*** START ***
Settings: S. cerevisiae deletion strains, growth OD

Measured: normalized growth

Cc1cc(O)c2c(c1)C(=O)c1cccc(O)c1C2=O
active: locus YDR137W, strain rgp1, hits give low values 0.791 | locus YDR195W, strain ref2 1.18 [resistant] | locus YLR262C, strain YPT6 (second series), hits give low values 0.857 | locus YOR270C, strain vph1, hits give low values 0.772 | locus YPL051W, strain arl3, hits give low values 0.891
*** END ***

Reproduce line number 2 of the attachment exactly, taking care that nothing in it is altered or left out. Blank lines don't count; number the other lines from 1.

Measured: normalized growth